Democratic Wisconsin Gov. Tony Evers issued a new public health emergency Thursday afternoon requiring face coverings in public, about an hour after the Republican-led state Assembly voted to repeal a previous coronavirus emergency order that included a mask mandate, according to a news release from his office.
“Every step of the way, our statewide strategies to contain this virus and prevent the spread have been met with lawsuits, political rhetoric and obstruction,” Evers said in a video message announcing the new mask mandate. “Unfortunately, that happened again today when Republicans in the Legislature came in to vote down our state’s public health emergency and end requiring face coverings in public places.”
The Assembly voted 52-42 Thursday to repeal Evers’ previous executive order, on the grounds that it was unconstitutional, according to online records from the Wisconsin State Legislature. Seven Republicans in the Assembly joined all Badger State Democrats in voting against the resolution after the same measure passed through the state Senate last week.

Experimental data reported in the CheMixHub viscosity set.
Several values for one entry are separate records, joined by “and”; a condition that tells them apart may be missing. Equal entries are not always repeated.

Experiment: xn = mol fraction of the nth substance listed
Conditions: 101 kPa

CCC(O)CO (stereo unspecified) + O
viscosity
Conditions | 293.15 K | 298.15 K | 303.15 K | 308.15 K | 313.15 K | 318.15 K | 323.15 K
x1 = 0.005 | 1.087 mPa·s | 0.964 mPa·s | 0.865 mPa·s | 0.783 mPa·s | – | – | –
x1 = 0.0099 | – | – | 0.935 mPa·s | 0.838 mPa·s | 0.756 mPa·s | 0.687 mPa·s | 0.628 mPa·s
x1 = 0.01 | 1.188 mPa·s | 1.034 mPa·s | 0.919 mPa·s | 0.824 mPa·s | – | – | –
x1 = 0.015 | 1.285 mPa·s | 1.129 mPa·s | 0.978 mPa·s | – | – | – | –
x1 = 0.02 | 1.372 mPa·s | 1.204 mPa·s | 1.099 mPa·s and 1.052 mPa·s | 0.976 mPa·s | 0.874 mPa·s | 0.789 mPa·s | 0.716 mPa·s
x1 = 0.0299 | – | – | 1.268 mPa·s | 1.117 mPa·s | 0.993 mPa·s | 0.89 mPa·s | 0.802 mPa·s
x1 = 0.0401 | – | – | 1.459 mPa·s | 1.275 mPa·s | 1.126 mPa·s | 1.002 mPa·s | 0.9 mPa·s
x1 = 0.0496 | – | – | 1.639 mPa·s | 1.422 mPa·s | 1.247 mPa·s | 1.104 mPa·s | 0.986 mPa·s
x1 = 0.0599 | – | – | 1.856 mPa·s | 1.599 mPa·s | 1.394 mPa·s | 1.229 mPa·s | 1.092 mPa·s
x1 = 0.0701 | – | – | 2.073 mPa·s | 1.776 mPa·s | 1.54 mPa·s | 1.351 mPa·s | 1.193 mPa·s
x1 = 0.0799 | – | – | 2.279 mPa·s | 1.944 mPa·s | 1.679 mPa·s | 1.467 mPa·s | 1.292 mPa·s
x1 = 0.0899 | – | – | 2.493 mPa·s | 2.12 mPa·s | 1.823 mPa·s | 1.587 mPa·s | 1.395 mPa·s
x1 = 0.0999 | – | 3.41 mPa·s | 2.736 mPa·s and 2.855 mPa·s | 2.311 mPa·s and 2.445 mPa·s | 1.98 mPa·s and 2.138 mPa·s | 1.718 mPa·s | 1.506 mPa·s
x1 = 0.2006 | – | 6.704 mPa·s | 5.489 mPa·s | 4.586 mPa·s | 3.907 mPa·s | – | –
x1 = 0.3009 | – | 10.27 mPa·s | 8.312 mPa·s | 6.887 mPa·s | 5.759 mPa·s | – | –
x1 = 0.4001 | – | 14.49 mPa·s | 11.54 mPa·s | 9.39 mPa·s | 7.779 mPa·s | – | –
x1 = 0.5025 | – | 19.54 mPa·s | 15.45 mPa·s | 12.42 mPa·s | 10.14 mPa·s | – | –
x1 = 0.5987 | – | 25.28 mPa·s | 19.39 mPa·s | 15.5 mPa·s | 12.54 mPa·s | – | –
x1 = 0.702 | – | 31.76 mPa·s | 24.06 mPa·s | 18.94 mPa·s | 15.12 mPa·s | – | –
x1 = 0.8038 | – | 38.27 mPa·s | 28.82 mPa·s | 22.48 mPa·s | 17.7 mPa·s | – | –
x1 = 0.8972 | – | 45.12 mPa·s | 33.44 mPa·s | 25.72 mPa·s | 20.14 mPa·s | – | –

“Wearing a mask is the most basic thing we can do to keep each other safe,” Evers said in the video. “If the Legislature keeps playing politics and we don’t keep wearing masks, we’re going to see more preventable deaths, and it’s going to take even longer to get our state and our economy back on track.”
Evers’ move Thursday comes as daily new cases in the state have generally been decreasing over the past month but have still surpassed 1,000 a day recently, according to data from the Johns Hopkins University Center for Systems Science and Engineering.
Wisconsin Republicans who control the Legislature and state Supreme Court have previously forced Evers to the sidelines. The state high court’s decision in May — at the Legislature’s request — to block Evers’ stay-at-home order was the latest in a series of moves to stop the governor from exercising power in the spring.
Other states have also faced showdowns between their legislative and executive branches over the coronavirus pandemic.
Last month, Republican Idaho Gov. Brad Little issued sharp criticism of the state Legislature’s efforts to repeal a Covid-19 emergency declaration, urging partners in the Republican-controlled state House and Senate “to stop the political gains and do what is right for the people of Idaho.”
Michigan Democratic Gov. Gretchen Whitmer extended her state’s coronavirus emergency declaration by executive order in April after the Republican-controlled Legislature advanced a bill that would not have renewed the original declaration. But in October, the Michigan Supreme Court ruled that she had no authority to issue or renew executive orders relating to Covid-19 beyond April 30.